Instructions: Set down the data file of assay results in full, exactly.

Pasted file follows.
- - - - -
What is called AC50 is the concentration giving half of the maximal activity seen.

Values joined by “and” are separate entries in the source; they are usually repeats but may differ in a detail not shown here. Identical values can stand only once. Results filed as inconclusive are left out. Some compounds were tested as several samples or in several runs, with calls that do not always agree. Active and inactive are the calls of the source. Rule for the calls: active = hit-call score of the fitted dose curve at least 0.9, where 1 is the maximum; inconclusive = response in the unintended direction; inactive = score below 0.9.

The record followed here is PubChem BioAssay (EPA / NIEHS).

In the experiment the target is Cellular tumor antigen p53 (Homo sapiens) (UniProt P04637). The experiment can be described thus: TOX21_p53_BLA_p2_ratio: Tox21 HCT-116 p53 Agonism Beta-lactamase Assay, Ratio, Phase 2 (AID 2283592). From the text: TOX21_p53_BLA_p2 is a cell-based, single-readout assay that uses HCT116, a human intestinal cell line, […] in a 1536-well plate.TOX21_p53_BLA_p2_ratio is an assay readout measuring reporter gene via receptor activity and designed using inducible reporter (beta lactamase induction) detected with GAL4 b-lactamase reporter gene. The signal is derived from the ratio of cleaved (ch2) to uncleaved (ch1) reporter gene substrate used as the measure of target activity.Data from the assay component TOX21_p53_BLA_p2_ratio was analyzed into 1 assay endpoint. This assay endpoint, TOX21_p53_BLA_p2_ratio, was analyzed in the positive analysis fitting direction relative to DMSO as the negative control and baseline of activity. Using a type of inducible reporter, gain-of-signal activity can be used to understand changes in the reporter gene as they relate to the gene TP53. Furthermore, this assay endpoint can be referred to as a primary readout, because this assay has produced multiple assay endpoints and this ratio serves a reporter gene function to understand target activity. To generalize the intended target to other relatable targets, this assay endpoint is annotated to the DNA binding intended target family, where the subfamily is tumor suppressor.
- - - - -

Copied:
What is called AC50 is the concentration giving half of the maximal activity seen.

Values joined by “and” are separate entries in the source; they are usually repeats but may differ in a detail not shown here. Identical values can stand only once. Results filed as inconclusive are left out. Some compounds were tested as several samples or in several runs, with calls that do not always agree. Active and inactive are the calls of the source. Rule for the calls: active = hit-call score of the fitted dose curve at least 0.9, where 1 is the maximum; inconclusive = response in the unintended direction; inactive = score below 0.9.

The record followed here is PubChem BioAssay (EPA / NIEHS).

In the experiment the target is Cellular tumor antigen p53 (Homo sapiens) (UniProt P04637). The experiment can be described thus: TOX21_p53_BLA_p2_ratio: Tox21 HCT-116 p53 Agonism Beta-lactamase Assay, Ratio, Phase 2 (AID 2283592). From the text: TOX21_p53_BLA_p2 is a cell-based, single-readout assay that uses HCT116, a human intestinal cell line, […] in a 1536-well plate.TOX21_p53_BLA_p2_ratio is an assay readout measuring reporter gene via receptor activity and designed using inducible reporter (beta lactamase induction) detected with GAL4 b-lactamase reporter gene. The signal is derived from the ratio of cleaved (ch2) to uncleaved (ch1) reporter gene substrate used as the measure of target activity.Data from the assay component TOX21_p53_BLA_p2_ratio was analyzed into 1 assay endpoint. This assay endpoint, TOX21_p53_BLA_p2_ratio, was analyzed in the positive analysis fitting direction relative to DMSO as the negative control and baseline of activity. Using a type of inducible reporter, gain-of-signal activity can be used to understand changes in the reporter gene as they relate to the gene TP53. Furthermore, this assay endpoint can be referred to as a primary readout, because this assay has produced multiple assay endpoints and this ratio serves a reporter gene function to understand target activity. To generalize the intended target to other relatable targets, this assay endpoint is annotated to the DNA binding intended target family, where the subfamily is tumor suppressor.